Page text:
The art and science of pitching is a complex endeavor in pursuit of a simple goal: see that guy, or gal, in the batter’s box? Get him, or her, out. There are myriad ways to try to achieve that goal, and analyses of spin axes, pitch sequencing, and defensive positioning, just to name a few, all come into play. But if you had to distill a good way of “getting somebody out” to two simple directives, you could do a lot worse than:
a) Stay away from the middle of the plate
b) Get the batter to swing and miss at your pitches
If you combine those two in a certain way, Zac Gallen was the third best starting pitcher in baseball in 2020. Let me explain. Looking at the Statcast data for all pitchers, who threw at least 60 innings in 2020, for the swing-and-miss part I simply took their “Whiff %”. I then decided to use a proxy for staying away from the middle of the plate by just taking the pitcher’s “Edge%”. As best as I can tell, the Edge % is the same thing as the percentage of pitches thrown in the Shadow of the strikezone, which is “roughly one ball width inside and one ball width outside of the zone (Statcast)”. I then simply added the two values together, to come up with a made up “Edge&Whiff” number. Here is the top 10 from the year 2020.
That’s a pretty good group to belong to, if you’re an MLB starter. We have Cy Young winners, All-Stars, you name it. In terms of Zac Gallen, note that his membership in this made up club is predicated upon his Edge%: his Whiff% tops only that of Dylan Bundy, while his Edge % is the highest on the list. As it turns out, out of all pitchers, who threw at least 60 innings in 2020, Gallen’s Edge % of 48.6 was the best in MLB.
With that being said, I wanted to see which edges of the strikezone Gallen attacked the most frequently in 2020. First, let’s take a look at his four-seam and cutter locations. The four-seamer is on the left, and the cutter is the right image.
With both of his fastballs, Gallen was heavily targeting them to his glove side. There is a “hot spot” for the cutter down and to the glove side on the chase, but notice how the fastballs are mostly clustered around the outer edge of the strikezone – giving visual confirmation to Gallen’s high Edge % from above – and how relatively few of them were aimed towards the upper edge of the strikezone and to Gallen’s arm side.
What about the curveball and the changeup? Below, the curveball is the image on the left, while the change is the image on the right.
Gallen’s command of the changeup was fantastic in 2020, resulting in a ridiculous 44.1% whiff rate. But my other main takeaway is that the curveball and changeup are thrown right around the bottom edge of the zone: for the most part, Gallen is not trying to fool you left or right with his changeup and curveball.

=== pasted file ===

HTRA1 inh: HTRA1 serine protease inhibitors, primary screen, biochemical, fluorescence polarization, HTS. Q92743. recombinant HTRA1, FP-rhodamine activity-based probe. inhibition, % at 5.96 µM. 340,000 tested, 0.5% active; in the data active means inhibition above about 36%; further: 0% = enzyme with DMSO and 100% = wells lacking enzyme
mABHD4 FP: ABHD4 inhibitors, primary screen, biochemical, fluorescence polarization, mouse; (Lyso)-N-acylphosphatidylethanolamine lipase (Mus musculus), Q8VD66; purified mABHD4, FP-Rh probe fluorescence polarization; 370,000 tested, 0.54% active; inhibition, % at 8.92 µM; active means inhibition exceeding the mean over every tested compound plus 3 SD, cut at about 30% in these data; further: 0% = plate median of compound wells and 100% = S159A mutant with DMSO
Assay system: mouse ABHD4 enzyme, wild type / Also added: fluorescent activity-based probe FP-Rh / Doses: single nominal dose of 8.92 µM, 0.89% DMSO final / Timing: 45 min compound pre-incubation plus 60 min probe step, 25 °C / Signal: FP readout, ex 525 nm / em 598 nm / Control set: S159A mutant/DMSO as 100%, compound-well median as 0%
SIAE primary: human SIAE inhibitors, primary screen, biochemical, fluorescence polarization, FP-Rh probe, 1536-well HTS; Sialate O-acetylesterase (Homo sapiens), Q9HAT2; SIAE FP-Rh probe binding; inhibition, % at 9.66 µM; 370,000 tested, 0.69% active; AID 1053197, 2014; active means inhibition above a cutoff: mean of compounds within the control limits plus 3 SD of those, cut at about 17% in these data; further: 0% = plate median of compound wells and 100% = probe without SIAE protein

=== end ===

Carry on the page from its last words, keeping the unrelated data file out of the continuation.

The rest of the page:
What do we have so far? In 2020, Zac Gallen was living in the Shadows. Specifically, on his fastballs, he preferred the edge away from the righties and inside to lefties, while on his changeup and curveball, he tried to get hitters to swing at pitches at, or down below the knees. I will get to Stephen Vogt, I promise.
With close to 50% of Gallen’s pitches thrown in the Shadow of the strikezone, how often did batters swing at those pitches, compared to league average?
The swing rate against Gallen in the Shadow part of the zone was right in line with the league average: batters swung at 51% of the pitches Gallen threw in the Shadow, as compared to 52% for the league average. One observation that I think speaks to the deception of Gallen’s stuff is that hitters only swung at 65% of his pitches in the Heart of the zone, as opposed to 73% for the league average.
So Gallen threw the majority of his pitches around the edges of the zone, and batters swung at about a half of them, in line with the league average. It sure would be great if the takes were called strikes, wouldn’t it? We’re ready for the second member of the League of Shadows to take the stage.
Fangraphs projects Stephen Vogt to appear in about 65 games in 2021, with the bulk of the catching duties going to Carson Kelly. Fangraphs also projects Vogt to be the worse overall fielder of the two. However, there was one thing Vogt did exceptionally well in 2020, and that was framing pitches.
I will leave it up to the Diamondbacks front office and coaches to decide, whether Vogt’s marked improvement in framing is real or not. However, based on Statcast, in 2020 Vogt was the fifth best pitch framer in baseball, in terms of converting non-swings in the Shadow of the zone into called strikes.
Were there any particular areas, where Vogt was most effective? Vogt was most successful in Zone 16 – away to righties and inside to lefties, where he converted 69% of non-swings in the Shadow zone into called strikes, 11th best baseball. His second best outcome was in Zone 18 – down below the knees, where he converted 60.9% of non-swings into called strikes, 7th best in baseball. Here is how Vogt compared to Carson Kelly in those two zones (I couldn’t find Varsho’s framing data on Statcast).
|Name||Zone 16 (wide)||Zone 18 (down)|
What does it all mean? There is obviously way more that goes into catcher-pitcher pairing than just this. At the same time, we have a young pitcher, who has thrown about half of his pitches around the edges of the zone in 2020. Two particular edges, to be exact. He also generates swings on those pitches at about the league average rate. If Gallen wants to keep working mostly in those areas of the zone going forward, the Diamondbacks have a catcher on their staff, whose strength is framing pitches in those exact areas. If batters swing at those pitches, great – that’s how you get an average exit velocity of 87mph. If they take those pitches, Gallen has help back there to convert those pitches into called strikes. Zac Gallen and Stephen Vogt: The League of Shadows battery. Potentially coming soon to a ballpark near you.